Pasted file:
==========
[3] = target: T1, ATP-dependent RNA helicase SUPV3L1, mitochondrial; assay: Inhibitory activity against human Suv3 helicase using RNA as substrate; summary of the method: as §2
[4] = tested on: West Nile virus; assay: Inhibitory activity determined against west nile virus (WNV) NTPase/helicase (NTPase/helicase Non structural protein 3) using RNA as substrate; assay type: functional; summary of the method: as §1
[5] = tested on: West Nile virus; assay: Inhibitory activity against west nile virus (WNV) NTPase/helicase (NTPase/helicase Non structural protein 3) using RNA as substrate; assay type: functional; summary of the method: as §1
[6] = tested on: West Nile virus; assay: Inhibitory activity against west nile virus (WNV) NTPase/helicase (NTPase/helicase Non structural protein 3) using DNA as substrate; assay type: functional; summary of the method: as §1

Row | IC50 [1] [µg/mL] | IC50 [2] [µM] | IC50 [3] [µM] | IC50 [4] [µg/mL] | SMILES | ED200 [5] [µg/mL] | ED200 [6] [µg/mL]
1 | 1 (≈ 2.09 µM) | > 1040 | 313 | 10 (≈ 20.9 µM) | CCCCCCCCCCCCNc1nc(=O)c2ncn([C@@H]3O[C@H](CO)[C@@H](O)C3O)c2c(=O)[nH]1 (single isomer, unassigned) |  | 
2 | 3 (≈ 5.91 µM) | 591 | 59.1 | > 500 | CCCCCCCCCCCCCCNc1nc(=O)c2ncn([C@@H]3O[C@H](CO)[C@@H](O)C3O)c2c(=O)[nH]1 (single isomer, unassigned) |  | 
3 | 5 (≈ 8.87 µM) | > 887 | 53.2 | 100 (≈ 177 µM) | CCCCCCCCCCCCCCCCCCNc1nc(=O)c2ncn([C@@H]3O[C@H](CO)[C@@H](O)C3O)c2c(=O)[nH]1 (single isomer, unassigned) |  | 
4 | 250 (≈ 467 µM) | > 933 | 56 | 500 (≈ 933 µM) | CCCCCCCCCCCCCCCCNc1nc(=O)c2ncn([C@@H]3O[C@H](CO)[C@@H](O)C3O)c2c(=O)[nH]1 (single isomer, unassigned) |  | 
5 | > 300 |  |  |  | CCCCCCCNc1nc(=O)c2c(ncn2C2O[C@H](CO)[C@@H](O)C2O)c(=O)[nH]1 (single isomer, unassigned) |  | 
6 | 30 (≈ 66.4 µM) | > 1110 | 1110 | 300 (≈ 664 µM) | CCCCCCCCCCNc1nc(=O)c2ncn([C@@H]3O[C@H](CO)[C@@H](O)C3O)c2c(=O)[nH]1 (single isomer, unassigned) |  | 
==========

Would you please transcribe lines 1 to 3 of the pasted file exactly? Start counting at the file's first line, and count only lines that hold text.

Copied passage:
[3] = target: T1, ATP-dependent RNA helicase SUPV3L1, mitochondrial; assay: Inhibitory activity against human Suv3 helicase using RNA as substrate; summary of the method: as §2
[4] = tested on: West Nile virus; assay: Inhibitory activity determined against west nile virus (WNV) NTPase/helicase (NTPase/helicase Non structural protein 3) using RNA as substrate; assay type: functional; summary of the method: as §1
[5] = tested on: West Nile virus; assay: Inhibitory activity against west nile virus (WNV) NTPase/helicase (NTPase/helicase Non structural protein 3) using RNA as substrate; assay type: functional; summary of the method: as §1